After its revenues plunged from $55 million to $25 million over three years, in 2010 the Crystal Cathedral filed for protection under Chapter 11 of the federal bankruptcy code. They weren't alone: nearly 500 others did over a five-year period. University of Illinois law professor Pamela Foohey took a closer look at church bankruptcy filings from 2006-11 and continues to track them. Her study, "Bankrupting the Faith," is forthcoming in the Missouri Law Review.) She was interviewed by Ken Walker, who wrote today's article on the effects of so many church bankruptcies.
What motivated you to take a closer look at church filings?
I decided to hone in on religious organizations' use of bankruptcy law. They occupy a distinct place in our society and have a distinct mission, which I thought would be useful to explore.
You mention religious organizations and small businesses have some of the same vulnerabilities. Are there any ways churches use Chapter 11 differently?
They're much different when they enter Chapter 11. They come into bankruptcy owning a larger church building, but the amount outstanding on the mortgage is less than the building's value. The fact that they have a significant asset and own part of it makes them distinct from small businesses.
You say that leadership helps determine the viability of a financially troubled church. Is that any different than a small business?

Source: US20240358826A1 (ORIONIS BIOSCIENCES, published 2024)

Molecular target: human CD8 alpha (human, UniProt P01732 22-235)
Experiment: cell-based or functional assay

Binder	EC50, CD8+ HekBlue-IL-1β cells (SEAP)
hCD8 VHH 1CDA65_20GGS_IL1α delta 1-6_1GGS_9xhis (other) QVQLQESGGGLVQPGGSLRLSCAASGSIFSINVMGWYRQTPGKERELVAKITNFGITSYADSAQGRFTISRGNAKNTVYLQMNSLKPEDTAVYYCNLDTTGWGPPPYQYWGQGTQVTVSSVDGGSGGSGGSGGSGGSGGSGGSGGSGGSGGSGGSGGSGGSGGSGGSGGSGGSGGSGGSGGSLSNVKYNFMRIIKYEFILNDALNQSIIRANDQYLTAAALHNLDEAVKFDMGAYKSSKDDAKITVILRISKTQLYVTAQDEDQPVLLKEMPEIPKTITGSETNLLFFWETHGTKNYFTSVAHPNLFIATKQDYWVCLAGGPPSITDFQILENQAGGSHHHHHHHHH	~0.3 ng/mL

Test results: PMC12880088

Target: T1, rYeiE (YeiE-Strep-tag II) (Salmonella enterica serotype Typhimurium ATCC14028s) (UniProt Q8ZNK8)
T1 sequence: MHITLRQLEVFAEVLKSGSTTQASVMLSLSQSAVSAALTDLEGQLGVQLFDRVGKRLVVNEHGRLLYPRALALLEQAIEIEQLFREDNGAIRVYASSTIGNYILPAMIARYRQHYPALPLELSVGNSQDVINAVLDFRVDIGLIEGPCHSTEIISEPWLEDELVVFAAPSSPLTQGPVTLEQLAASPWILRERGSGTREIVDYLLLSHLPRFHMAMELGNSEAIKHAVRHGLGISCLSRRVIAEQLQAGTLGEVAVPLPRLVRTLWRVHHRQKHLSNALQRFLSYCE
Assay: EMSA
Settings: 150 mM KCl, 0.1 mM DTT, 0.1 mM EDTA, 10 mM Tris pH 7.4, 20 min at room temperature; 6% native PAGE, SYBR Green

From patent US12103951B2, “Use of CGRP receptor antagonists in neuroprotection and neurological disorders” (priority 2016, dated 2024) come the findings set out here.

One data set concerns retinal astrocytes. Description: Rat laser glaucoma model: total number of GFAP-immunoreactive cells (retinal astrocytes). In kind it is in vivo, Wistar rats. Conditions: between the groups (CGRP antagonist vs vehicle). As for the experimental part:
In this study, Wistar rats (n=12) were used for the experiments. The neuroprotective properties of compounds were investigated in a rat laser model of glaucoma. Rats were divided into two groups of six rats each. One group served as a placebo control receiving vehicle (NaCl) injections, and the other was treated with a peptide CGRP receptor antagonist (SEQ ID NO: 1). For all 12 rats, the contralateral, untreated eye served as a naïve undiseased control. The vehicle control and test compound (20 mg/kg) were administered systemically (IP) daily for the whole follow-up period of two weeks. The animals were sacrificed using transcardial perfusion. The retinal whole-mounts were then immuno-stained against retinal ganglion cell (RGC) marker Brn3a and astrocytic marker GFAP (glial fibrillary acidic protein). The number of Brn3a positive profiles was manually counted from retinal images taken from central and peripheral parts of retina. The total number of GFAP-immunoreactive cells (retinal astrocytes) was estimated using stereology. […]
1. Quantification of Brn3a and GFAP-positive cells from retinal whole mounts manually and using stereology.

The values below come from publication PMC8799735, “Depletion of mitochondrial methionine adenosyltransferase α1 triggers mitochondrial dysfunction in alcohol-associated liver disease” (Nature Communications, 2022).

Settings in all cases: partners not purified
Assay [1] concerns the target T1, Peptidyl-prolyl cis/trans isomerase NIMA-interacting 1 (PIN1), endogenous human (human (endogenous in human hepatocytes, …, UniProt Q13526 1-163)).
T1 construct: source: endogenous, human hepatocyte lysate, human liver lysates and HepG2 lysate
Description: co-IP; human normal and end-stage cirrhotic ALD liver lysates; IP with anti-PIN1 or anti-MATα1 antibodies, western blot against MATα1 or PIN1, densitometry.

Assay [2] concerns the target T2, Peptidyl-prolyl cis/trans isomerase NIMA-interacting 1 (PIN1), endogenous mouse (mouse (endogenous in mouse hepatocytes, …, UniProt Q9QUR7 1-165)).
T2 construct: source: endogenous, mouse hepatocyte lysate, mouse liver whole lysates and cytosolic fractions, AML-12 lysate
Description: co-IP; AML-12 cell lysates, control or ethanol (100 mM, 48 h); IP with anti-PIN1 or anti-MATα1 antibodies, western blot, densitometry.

Many times churches using Chapter 11 are only going to succeed if a dynamic leader is part of the church and does what he does to make the church a viable business—to revitalize the membership or work to change what the church is doing so there is a better revenue stream. So in that way they're very similar.
Did you observe any structural weaknesses of churches?
That has to do with why they're in bankruptcy—the church purchased a building that only looked like a good deal. The structural weakness might be looking ahead enough at how the church and its members are going to pay the mortgage. That's what I call a leadership failure in terms of not looking into the future about what is, essentially, the church's business model.
Any particular findings that surprised you?
What surprised me the most was that churches entered bankruptcy saying they owned a building that was worth significantly more than they owed on it: an "equity cushion." Most businesses that enter Chapter 11 are hopelessly insolvent; they have debts three times what they own. Churches look a lot different. I was surprised to find that so many churches had a healthy asset vs. debt profile. Because of that, I was also surprised that they were in Chapter 11. I would have thought that there would be an incentive on the part of the mortgage holders, the banks, to try to come to a deal.
You say that 72 percent of church filers were balance-sheet solvent, but there is often a major difference between total assets and liquidity.
That's part of why I was surprised they were filing. Balance sheet solvent means a church that is filing may be saying say its church is going to be worth $2 million if they sold it at market value. But the minute you try to sell a church at an auction, the value drops a lot. So the usefulness of the code is to allow the church to hang on and realize the market value of the property (and) the plan is confirmed by the bank. And obviously leaders and members are happy they get to stay in the place where they've been worshiping.